Guest Post: “Science, the human endeavor” by Biochem Belle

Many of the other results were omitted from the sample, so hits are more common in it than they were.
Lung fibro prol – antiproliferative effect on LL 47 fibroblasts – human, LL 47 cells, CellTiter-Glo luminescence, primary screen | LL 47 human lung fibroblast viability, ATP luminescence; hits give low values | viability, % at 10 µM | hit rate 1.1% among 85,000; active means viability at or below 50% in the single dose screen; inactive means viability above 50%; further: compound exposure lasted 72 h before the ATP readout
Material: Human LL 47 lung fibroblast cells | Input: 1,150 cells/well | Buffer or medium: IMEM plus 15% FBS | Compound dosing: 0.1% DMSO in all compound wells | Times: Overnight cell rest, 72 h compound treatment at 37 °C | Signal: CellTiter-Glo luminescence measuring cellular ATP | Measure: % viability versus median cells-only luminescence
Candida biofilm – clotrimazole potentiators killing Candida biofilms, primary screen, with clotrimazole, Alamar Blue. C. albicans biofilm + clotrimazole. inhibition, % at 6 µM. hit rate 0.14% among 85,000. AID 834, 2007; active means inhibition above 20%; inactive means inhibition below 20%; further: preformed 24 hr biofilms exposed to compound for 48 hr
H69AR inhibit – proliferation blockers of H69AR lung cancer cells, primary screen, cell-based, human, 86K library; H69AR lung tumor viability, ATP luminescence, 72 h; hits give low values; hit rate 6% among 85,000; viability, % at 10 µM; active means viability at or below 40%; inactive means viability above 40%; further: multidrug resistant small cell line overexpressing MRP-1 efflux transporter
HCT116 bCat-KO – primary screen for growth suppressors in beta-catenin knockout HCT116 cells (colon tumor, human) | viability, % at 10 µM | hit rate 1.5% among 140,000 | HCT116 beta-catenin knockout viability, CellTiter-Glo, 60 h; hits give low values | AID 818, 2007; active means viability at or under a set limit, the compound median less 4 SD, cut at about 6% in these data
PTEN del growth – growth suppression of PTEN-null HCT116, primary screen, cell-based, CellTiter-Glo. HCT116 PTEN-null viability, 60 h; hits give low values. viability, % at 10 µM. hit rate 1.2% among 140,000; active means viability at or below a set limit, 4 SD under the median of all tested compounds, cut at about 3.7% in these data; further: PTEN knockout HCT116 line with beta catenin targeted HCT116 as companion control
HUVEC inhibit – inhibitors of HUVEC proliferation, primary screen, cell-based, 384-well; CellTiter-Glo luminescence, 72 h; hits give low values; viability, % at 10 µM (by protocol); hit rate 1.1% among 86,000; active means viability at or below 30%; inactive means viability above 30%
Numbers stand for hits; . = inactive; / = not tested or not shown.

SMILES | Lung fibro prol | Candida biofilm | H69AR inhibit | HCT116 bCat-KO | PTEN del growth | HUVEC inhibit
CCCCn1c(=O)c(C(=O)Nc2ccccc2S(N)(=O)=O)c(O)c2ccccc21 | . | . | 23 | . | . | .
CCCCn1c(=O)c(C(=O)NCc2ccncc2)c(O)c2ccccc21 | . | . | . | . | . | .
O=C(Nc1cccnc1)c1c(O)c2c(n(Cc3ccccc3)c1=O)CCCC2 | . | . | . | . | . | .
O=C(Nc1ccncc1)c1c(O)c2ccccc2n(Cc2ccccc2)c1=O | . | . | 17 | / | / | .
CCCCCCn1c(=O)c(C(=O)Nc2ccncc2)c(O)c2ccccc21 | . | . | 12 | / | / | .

A blog network's not a network without connections to the world outside. So I'm reviving guest posts to CENtral Science, starting with a fantastic re-post. "Science, the human endeavor" originally appeared at Ever On & On, the blog of postdoc/multidisciplinary scientist Biochem Belle. The post sparked an intense conversation about work-life balance, with a good helping of jokes, at the Twitter hashtag #RealHardcoreScientists. "There are times in life we need to let up on the pressure we place on ourselves," Belle writes. That's advice that chemists and journalists should heed. From astrophysics to microbiology to behavioral science, one common thread runs through all research - the human element. Science is an intrinsically human endeavor. It takes human curiosity to ask the questions, human logic to design the experiments, human ingenuity to incorporate the results into an evolving model. Despite tropes portraying science as a purely logical enterprise executed by cold automatons, it is wonderfully, woefully, beautifully, messily human. Yet sometimes it feels as though we're expected to be both more and less than human. More in that we need to work longer hours at higher efficiency, through health and illness. More research, more papers, more grants - sleep is for the weak! Less in that we should not allow little things like stress and emotions and events outside the lab to influence our pace and focus. Chop, chop, no time for distractions - science waits for no human! Sometimes the pressure to be more and less than human comes from external sources - those above us in rank or, more often in my experience, those at our own level. But much of the pressure to perform is internal. We see funding woes and dire job prospects and competitors' papers, or maybe we just see an unanswered question, one that we know we can resolve if only we work hard enough. We dial up the pressure to be "better". That compulsion drives us and can be a constructive force. We also use it to build unreasonable expectations we set for ourselves. Sometimes we try to keep our lives outside the lab compartmentalized, to keep it from interfering with our work. But you know how we're fond of saying that science isn't 9-to-5? Well, life isn't 5-to-9. It isn't so easily contained, packed into a box and placed onto a shelf, to be taken down at a less disruptive time. We must take care of ourselves and the lives we have - lives that bring change and crises and good fortunes that demand our time, focus, and attention. There are times in life we need to let up on the pressure we place on ourselves. If we're really lucky (or choose very wisely), then we surround ourselves with people who help us accomplish that. We circulate the stories of the departments and supervisors who set forth maniacal models of how science should be done. We perpetuate illusions of the excessive standards of Real Hardcore Scientists(TM). Do these people and places really exist? Sure. But there are also real scientists doing good work who believe it's important to have a full life, who do not expect themselves or anyone else to place elements of their lives in suspended animation for the sake of science. Science demands that we work hard, but our lives demand, on occasion, that we cut ourselves some slack. Science has always been and, unless we are one day converted into cyborgs, shall ever remain a human endeavor, complete with all its humany wumany madness. And in spite of this (or perhaps with its aid), science has marched forward and shall continue to do so with mere humans making the way.